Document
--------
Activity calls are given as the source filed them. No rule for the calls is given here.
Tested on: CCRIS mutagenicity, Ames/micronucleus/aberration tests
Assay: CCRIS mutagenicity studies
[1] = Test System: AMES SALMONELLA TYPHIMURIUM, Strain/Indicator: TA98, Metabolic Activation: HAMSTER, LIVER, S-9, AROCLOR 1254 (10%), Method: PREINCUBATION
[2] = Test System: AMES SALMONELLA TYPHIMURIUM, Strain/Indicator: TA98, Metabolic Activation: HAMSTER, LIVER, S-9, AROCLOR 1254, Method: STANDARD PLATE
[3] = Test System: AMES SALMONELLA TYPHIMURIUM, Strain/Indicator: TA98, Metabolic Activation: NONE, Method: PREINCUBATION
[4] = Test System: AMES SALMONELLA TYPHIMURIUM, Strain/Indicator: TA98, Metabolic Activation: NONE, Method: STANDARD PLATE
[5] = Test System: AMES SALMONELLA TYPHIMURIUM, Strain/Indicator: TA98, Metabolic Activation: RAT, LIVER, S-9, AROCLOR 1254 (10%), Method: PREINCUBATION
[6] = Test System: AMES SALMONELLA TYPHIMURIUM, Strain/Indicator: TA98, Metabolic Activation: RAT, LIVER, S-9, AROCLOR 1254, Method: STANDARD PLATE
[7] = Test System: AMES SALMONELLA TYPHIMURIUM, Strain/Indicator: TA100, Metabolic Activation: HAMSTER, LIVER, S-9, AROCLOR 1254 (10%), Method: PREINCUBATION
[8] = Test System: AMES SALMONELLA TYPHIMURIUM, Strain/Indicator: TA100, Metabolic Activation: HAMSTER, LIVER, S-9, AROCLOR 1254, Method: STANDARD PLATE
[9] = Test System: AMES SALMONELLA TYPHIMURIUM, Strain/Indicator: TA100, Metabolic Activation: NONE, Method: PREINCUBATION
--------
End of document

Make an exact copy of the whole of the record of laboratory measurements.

Activity calls are given as the source filed them. No rule for the calls is given here.
Tested on: CCRIS mutagenicity, Ames/micronucleus/aberration tests
Assay: CCRIS mutagenicity studies
[1] = Test System: AMES SALMONELLA TYPHIMURIUM, Strain/Indicator: TA98, Metabolic Activation: HAMSTER, LIVER, S-9, AROCLOR 1254 (10%), Method: PREINCUBATION
[2] = Test System: AMES SALMONELLA TYPHIMURIUM, Strain/Indicator: TA98, Metabolic Activation: HAMSTER, LIVER, S-9, AROCLOR 1254, Method: STANDARD PLATE
[3] = Test System: AMES SALMONELLA TYPHIMURIUM, Strain/Indicator: TA98, Metabolic Activation: NONE, Method: PREINCUBATION
[4] = Test System: AMES SALMONELLA TYPHIMURIUM, Strain/Indicator: TA98, Metabolic Activation: NONE, Method: STANDARD PLATE
[5] = Test System: AMES SALMONELLA TYPHIMURIUM, Strain/Indicator: TA98, Metabolic Activation: RAT, LIVER, S-9, AROCLOR 1254 (10%), Method: PREINCUBATION
[6] = Test System: AMES SALMONELLA TYPHIMURIUM, Strain/Indicator: TA98, Metabolic Activation: RAT, LIVER, S-9, AROCLOR 1254, Method: STANDARD PLATE
[7] = Test System: AMES SALMONELLA TYPHIMURIUM, Strain/Indicator: TA100, Metabolic Activation: HAMSTER, LIVER, S-9, AROCLOR 1254 (10%), Method: PREINCUBATION
[8] = Test System: AMES SALMONELLA TYPHIMURIUM, Strain/Indicator: TA100, Metabolic Activation: HAMSTER, LIVER, S-9, AROCLOR 1254, Method: STANDARD PLATE
[9] = Test System: AMES SALMONELLA TYPHIMURIUM, Strain/Indicator: TA100, Metabolic Activation: NONE, Method: PREINCUBATION